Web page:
HEADLINE: Atheist Challenges Order to Attend A.A. Meetings
BYLINE: By B. DRUMMOND AYRES Jr., Special to the New York Times
DATELINE: ANNAPOLIS, Md., July 9
BODY: The letter, addressed to the state office of the American Civil Liberties Union, was brief.
''My name is John Norfolk,'' it began. ''On 10/14/87 I was found guilty of driving while intoxicated in Queen Annes County. I was sentenced to 20 days in jail, suspended, and 18 months probation, and to attend Alcoholics Anonymous meetings.
''I attended six meetings. Because of my personal religious beliefs, I stopped. Now I have to go to court. Can you help?''
Mr. Norfolk, a 47-year-old house painter from Stevensville, Md., is a professed atheist. Alcoholics Anonymous literature and many A.A. meetings are marked by references to ''God'' and ''a power greater than ourselves.'' #20-Day Jail Term Possible On that basis, the A.C.L.U. has agreed to help. It has returned to the Queen Annes County court in which Mr. Norfolk was convicted, arguing that the A.A. attendance requirement should be lifted because it violates Mr. Norfolk's constitutional right to freedom of religion.
Should this argument fail, Mr. Norfolk may be jailed for 20 days. A decision is expected in a week or so. Should the argument prevail, and be upheld on any appeal, the consequences could reach far beyond Queen Annes County, which lies just across the Chesapeake Bay on Maryland's Eastern Shore.
Many other Maryland jurisdictions, as well as jurisdictions in a large number of other states, require that people convicted of drunken driving, if they are also found to be alcoholics, attend A.A. meetings. In many cases, the defendants are given the option of signing up with alternative alcoholic treatment groups, but these - if they exist at all within a particular community - often charge a fee.
''In John Norfolk's case,'' said his A.C.L.U. lawyer, Ellen Luff, ''the issue is absolutely clear cut. After he told the authorities he could not, as an atheist, go to any more meetings but was willing to take some other kind of treatment, they told him to 'block out' the religious references at the meetings because he just had to go to them.''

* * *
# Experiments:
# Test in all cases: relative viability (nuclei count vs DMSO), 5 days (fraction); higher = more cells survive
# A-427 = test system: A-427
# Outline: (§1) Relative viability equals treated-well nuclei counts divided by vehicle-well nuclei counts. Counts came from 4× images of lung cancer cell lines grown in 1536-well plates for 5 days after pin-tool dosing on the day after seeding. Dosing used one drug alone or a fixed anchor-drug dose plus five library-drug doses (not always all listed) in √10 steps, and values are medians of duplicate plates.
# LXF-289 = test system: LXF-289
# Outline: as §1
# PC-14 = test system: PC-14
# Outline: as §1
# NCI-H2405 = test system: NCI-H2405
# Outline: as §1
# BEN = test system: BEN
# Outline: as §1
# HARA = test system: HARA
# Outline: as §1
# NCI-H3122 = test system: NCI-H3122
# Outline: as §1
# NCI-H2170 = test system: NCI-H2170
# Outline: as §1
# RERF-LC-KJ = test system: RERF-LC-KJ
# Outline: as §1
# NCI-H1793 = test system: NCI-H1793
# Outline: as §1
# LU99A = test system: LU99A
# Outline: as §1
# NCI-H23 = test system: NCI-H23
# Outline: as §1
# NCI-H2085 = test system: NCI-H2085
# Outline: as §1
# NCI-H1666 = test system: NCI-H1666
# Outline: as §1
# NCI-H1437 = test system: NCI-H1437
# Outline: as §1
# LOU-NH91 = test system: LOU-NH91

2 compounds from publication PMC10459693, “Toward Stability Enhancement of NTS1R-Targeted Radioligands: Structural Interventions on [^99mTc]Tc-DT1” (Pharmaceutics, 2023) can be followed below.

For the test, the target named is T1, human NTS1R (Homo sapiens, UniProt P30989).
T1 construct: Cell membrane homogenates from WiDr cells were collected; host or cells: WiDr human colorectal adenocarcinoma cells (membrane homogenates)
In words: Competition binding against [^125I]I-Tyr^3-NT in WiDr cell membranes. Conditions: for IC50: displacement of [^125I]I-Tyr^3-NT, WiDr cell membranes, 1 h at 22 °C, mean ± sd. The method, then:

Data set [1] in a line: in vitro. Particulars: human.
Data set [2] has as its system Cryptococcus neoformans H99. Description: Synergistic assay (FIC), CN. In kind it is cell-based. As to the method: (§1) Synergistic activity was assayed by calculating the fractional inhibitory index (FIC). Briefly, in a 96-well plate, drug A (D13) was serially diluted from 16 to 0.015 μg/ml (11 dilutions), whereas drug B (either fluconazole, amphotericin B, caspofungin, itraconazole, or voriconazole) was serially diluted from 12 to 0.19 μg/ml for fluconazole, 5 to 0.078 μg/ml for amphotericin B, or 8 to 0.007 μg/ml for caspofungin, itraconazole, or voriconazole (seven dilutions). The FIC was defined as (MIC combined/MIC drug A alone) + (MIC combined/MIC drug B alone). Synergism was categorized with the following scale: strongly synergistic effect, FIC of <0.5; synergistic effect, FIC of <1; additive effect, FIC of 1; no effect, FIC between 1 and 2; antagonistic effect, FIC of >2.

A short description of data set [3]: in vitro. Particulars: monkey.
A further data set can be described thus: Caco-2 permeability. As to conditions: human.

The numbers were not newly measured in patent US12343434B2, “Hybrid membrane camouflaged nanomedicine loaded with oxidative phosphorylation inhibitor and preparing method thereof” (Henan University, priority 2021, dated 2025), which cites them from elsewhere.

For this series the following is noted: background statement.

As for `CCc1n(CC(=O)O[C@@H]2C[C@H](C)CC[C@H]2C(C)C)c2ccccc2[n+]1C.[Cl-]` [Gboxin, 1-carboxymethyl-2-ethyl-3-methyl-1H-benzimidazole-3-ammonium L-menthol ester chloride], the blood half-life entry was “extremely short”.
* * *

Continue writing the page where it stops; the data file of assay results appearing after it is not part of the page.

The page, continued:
'Civil Rights Were Violated'
A court document filed by probation officers after Mr. Norfolk refused to attend any more A.A. meetings confirms the ''block out'' assertion. One officer, Thomas E. Draper, wrote:
''This agent had a meeting with Mr. Norfolk whereby it was learned that he felt his civil rights were being violated by his having to attend the A.A. meetings because of their religious foundation. This agent informed Mr. Norfolk that he indeed had to attend the A.A. meetings as directed and he was advised to block out the religious references at those meetings to the best of his ability.''
Mr. Norfolk contends that he could not block out the religious references. ''They were praying and talking about God about half the time at the meetings I went to,'' he said when asked the other day to describe his experiences. ''As an atheist, I'm not violating my probation by refusing to go to any more meetings. I'm just sticking up for my constitutional rights.''
County health officials, who concluded that Mr. Norfolk should attend A.A. meetings after he was convicted and was remanded to them for handling by the court and probation officials, say they do not consider A.A. a religious organization.
A.A. Defends Its Approach
''It's not a religion,'' said Robin Wood, a counselor with the Queen Annes Health Department's Alcohol and Drug Abuse Program. ''Our overall approach to treatment is oriented heavily toward A.A. because we think this is the treatment that works best for most people with an alcohol problem. Also, it's the only recourse available in our area.''
A.A. representatives use the word ''spiritual'' to describe their organization. ''We suggest that you develop a relationship with a higher power,'' a spokeswoman at the A.A. headquarters in New York said, adding that under the organization's rules she could not be quoted by name. What type of relationship does A.A. have with courts in general around the country?
''We've been cooperating with courts on alcohol cases for more than 35 years in at least three-fourths of the states,'' she replied. ''Our position is that if there are legal problems with this cooperation, then alternative ways should be worked out, such as having members and people who have been convicted talk together about controlling alcohol in a setting outside of an A.A.''
Voluntary and Anonymous
Periodically, there have been reports from around the country, several of them from Maryland, that some A.A. members object to the presence at meetings of people forced by the courts to attend. These members are said to argue that A.A. was never intended to be a compulsory experience but instead was designed to be entirely voluntary and, for that matter, entirely anonymous. ''It was neither at the meetings I went to,'' Mr. Norfolk said.
Mr. Norfolk is not the first person to raise the issue of constitutionality. But as far as Ms. Luff can determine, no other complaint has yet been fully adjudicated by a court.
''In most other instances,'' she said, ''the complaint has usually led to a change in policy before a court had to act.''
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